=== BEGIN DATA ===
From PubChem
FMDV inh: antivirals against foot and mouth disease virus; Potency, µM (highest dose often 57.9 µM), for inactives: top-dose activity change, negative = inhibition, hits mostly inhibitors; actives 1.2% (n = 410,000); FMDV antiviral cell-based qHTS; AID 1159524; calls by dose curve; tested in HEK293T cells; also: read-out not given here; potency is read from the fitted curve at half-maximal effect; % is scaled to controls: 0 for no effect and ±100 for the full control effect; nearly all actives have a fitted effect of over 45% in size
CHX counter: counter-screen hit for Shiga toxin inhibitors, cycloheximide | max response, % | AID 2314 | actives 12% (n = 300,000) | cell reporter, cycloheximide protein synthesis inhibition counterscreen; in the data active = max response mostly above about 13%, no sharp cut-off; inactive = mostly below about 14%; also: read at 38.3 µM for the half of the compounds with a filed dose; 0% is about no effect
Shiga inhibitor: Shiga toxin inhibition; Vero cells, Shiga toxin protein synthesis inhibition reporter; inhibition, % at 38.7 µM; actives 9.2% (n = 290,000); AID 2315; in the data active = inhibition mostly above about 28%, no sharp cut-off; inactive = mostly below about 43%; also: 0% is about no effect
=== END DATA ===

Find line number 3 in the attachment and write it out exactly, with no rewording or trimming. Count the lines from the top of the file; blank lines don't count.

CHX counter: counter-screen hit for Shiga toxin inhibitors, cycloheximide | max response, % | AID 2314 | actives 12% (n = 300,000) | cell reporter, cycloheximide protein synthesis inhibition counterscreen; in the data active = max response mostly above about 13%, no sharp cut-off; inactive = mostly below about 14%; also: read at 38.3 µM for the half of the compounds with a filed dose; 0% is about no effect